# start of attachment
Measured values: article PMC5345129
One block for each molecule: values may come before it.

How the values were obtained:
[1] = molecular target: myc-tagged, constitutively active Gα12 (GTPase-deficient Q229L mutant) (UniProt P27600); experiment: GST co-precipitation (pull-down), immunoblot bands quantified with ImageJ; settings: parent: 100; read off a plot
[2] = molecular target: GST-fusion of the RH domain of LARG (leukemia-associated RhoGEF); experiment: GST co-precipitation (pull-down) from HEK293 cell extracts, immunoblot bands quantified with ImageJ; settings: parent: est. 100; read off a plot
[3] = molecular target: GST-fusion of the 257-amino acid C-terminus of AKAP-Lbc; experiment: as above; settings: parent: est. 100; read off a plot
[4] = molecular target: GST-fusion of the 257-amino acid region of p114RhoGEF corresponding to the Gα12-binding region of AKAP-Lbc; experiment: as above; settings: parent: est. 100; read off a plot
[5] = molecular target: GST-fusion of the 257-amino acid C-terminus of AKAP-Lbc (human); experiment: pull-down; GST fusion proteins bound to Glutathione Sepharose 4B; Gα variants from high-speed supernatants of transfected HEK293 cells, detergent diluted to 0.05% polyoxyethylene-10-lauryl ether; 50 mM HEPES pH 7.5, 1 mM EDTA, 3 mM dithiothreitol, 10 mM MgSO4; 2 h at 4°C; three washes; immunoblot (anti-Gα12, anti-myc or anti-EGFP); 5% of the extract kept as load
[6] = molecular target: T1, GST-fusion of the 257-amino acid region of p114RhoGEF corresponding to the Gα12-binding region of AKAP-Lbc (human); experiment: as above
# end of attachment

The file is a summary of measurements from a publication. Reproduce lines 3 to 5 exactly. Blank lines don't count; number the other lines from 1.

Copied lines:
How the values were obtained:
[1] = molecular target: myc-tagged, constitutively active Gα12 (GTPase-deficient Q229L mutant) (UniProt P27600); experiment: GST co-precipitation (pull-down), immunoblot bands quantified with ImageJ; settings: parent: 100; read off a plot
[2] = molecular target: GST-fusion of the RH domain of LARG (leukemia-associated RhoGEF); experiment: GST co-precipitation (pull-down) from HEK293 cell extracts, immunoblot bands quantified with ImageJ; settings: parent: est. 100; read off a plot